With such distinct class roles, it becomes important to play what you select. It’s always necessary to shoot at the monster when you can, but a Trapper needs to be focused on keeping the monster cornered and locked down, and the Support should be buffing every team member at every available moment. Leave the damage dealing to the Assault, and join in the slaughter when you’ve got your own tasks done. When players work with their class selection’s strengths, the team of hunters becomes a force that can quite easily take on a monster.
As the monster you’ve got no buddies, but you can do that fancy trick in the title: evolve. Eat enough of the local wildlife and you can upgrade yourself into a new, stronger form. Each evolution – there are three stages – allows you to put three extra points into your abilities, and generally makes you bigger, stronger, and meaner. Evolving is vital: not only do you become more difficult to kill at higher evolution stages, but you need to be at stage three in order to complete objectives in certain game modes.
Actually making it far enough through a match to evolve can be tricky. At stage one you’re remarkably squishy, and so are on the run from the hunters from the very get go. You’ll spend much of the early match stealthily crawling through the undergrowth, snatching unaware animals for a quick meal, and constantly sniffing the air to find out where the hunters are. If the team are closing in on you, you’ll have to run, giving an odd kind of survival aspect to the monster’s experience. It’s not what you expect; it’s easy to assume the monster will just be about raging around like the Incredible Hulk, but there’s more nuance to it. It’s almost like channeling an Attenborough documentary; become one with nature and the food chain before gaining strength and taking the fight to your predators.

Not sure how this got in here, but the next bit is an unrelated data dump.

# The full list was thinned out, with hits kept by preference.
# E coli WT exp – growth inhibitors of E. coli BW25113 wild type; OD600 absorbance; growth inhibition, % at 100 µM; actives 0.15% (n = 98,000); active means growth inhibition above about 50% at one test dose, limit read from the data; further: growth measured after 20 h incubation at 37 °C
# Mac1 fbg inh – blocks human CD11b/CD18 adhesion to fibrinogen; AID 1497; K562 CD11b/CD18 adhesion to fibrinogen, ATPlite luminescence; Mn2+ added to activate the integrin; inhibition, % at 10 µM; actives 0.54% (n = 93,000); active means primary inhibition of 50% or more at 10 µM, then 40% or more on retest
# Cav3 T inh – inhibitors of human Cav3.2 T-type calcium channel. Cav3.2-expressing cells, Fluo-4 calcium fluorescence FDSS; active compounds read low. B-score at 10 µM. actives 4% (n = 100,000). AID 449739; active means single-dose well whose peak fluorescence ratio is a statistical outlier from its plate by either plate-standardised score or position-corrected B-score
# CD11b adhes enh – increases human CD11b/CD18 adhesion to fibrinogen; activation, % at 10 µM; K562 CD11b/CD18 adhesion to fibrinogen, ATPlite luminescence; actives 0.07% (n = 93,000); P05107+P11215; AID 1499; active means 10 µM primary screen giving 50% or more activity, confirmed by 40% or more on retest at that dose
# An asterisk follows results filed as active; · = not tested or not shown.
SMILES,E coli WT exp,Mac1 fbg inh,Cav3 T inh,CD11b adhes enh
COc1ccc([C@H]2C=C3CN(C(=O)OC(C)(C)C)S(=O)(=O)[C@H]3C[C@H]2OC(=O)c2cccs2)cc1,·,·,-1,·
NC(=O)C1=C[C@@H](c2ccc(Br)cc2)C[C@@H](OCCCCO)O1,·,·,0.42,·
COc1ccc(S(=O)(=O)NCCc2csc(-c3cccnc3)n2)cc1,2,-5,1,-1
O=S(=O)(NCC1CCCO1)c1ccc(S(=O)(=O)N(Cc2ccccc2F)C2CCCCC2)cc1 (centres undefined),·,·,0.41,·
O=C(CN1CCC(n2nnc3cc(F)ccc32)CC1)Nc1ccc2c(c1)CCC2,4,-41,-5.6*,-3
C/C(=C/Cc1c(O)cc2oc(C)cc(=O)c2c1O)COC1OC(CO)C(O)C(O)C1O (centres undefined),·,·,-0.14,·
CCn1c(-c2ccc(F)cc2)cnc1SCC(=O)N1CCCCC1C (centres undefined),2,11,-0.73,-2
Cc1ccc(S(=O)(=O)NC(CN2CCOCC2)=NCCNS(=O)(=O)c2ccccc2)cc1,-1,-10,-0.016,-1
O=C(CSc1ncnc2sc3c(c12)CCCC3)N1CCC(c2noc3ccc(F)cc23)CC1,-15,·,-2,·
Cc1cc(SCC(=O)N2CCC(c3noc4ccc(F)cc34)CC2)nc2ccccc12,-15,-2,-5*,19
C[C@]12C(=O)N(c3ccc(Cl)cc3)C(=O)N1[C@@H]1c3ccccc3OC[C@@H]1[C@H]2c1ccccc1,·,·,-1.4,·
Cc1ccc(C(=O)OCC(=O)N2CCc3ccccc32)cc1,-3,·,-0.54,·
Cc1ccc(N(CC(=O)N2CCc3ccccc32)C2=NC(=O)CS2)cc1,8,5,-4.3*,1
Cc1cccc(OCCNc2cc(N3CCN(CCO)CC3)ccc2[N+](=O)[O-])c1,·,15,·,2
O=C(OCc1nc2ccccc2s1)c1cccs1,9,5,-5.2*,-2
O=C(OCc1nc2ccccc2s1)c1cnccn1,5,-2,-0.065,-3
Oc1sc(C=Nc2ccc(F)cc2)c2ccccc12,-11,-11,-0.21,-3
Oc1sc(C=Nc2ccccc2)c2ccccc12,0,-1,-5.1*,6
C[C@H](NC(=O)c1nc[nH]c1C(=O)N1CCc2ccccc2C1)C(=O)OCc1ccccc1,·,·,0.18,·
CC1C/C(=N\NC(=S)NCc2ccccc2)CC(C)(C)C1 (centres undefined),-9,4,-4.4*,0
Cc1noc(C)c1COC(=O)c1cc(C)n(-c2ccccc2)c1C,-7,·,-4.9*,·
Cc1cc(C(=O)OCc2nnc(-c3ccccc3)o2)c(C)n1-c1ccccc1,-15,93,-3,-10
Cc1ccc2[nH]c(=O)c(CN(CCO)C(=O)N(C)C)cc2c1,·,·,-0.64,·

Evolve currently has three different beasts: the Goliath, the Kraken, and the Wraith. To play as, they’re all distinctly different. The Goliath is all about rage: hurling rocks, smashing things with your fists, and breathing fire everywhere. The Kraken can fly, so has much better options when it comes to positioning and attack angles, and fights with great bolts of searing lightning. The Wraith is the most slippery, able to zip around the map and abduct hunters, and disappear in a burst of glitter. They unlock sequentially, so you’ll have to play as the Goliath for a while first, but it’s easy enough to get access to the other two. They’re more distinct to play as than to fight though; as a hunter, it doesn’t really matter what you’re fighting: they’re all big, nasty, and require a lot of shooting.